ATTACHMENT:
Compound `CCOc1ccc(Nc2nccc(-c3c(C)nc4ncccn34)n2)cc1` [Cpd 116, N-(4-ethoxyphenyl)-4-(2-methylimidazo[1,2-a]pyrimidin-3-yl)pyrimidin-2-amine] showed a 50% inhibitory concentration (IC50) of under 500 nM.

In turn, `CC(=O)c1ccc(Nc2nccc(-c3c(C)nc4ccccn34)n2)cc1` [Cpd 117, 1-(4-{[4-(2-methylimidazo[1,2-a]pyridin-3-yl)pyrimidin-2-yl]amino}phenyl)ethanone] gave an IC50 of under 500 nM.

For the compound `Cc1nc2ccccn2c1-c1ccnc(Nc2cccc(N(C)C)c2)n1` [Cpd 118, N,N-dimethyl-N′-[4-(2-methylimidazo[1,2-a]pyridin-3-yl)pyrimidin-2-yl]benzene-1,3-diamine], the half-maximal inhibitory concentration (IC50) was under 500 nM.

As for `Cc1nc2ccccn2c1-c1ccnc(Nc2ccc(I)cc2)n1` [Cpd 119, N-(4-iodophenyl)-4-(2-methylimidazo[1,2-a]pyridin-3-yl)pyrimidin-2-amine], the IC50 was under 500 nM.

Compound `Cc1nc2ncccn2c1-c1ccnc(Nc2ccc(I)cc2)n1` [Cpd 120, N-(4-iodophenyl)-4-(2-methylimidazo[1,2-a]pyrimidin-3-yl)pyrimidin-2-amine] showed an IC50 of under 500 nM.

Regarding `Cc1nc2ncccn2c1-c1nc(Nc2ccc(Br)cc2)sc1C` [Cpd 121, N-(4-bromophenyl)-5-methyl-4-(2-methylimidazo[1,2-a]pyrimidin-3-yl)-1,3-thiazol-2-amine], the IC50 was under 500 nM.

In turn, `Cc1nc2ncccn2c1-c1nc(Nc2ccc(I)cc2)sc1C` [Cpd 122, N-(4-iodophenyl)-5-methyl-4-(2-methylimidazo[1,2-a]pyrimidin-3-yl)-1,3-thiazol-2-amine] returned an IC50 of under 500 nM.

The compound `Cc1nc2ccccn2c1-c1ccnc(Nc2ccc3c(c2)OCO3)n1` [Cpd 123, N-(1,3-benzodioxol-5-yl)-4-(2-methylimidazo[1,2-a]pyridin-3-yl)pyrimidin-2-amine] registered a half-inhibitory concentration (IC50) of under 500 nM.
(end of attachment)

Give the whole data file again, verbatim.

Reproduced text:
Compound `CCOc1ccc(Nc2nccc(-c3c(C)nc4ncccn34)n2)cc1` [Cpd 116, N-(4-ethoxyphenyl)-4-(2-methylimidazo[1,2-a]pyrimidin-3-yl)pyrimidin-2-amine] showed a 50% inhibitory concentration (IC50) of under 500 nM.

In turn, `CC(=O)c1ccc(Nc2nccc(-c3c(C)nc4ccccn34)n2)cc1` [Cpd 117, 1-(4-{[4-(2-methylimidazo[1,2-a]pyridin-3-yl)pyrimidin-2-yl]amino}phenyl)ethanone] gave an IC50 of under 500 nM.

For the compound `Cc1nc2ccccn2c1-c1ccnc(Nc2cccc(N(C)C)c2)n1` [Cpd 118, N,N-dimethyl-N′-[4-(2-methylimidazo[1,2-a]pyridin-3-yl)pyrimidin-2-yl]benzene-1,3-diamine], the half-maximal inhibitory concentration (IC50) was under 500 nM.

As for `Cc1nc2ccccn2c1-c1ccnc(Nc2ccc(I)cc2)n1` [Cpd 119, N-(4-iodophenyl)-4-(2-methylimidazo[1,2-a]pyridin-3-yl)pyrimidin-2-amine], the IC50 was under 500 nM.

Compound `Cc1nc2ncccn2c1-c1ccnc(Nc2ccc(I)cc2)n1` [Cpd 120, N-(4-iodophenyl)-4-(2-methylimidazo[1,2-a]pyrimidin-3-yl)pyrimidin-2-amine] showed an IC50 of under 500 nM.

Regarding `Cc1nc2ncccn2c1-c1nc(Nc2ccc(Br)cc2)sc1C` [Cpd 121, N-(4-bromophenyl)-5-methyl-4-(2-methylimidazo[1,2-a]pyrimidin-3-yl)-1,3-thiazol-2-amine], the IC50 was under 500 nM.

In turn, `Cc1nc2ncccn2c1-c1nc(Nc2ccc(I)cc2)sc1C` [Cpd 122, N-(4-iodophenyl)-5-methyl-4-(2-methylimidazo[1,2-a]pyrimidin-3-yl)-1,3-thiazol-2-amine] returned an IC50 of under 500 nM.

The compound `Cc1nc2ccccn2c1-c1ccnc(Nc2ccc3c(c2)OCO3)n1` [Cpd 123, N-(1,3-benzodioxol-5-yl)-4-(2-methylimidazo[1,2-a]pyridin-3-yl)pyrimidin-2-amine] registered a half-inhibitory concentration (IC50) of under 500 nM.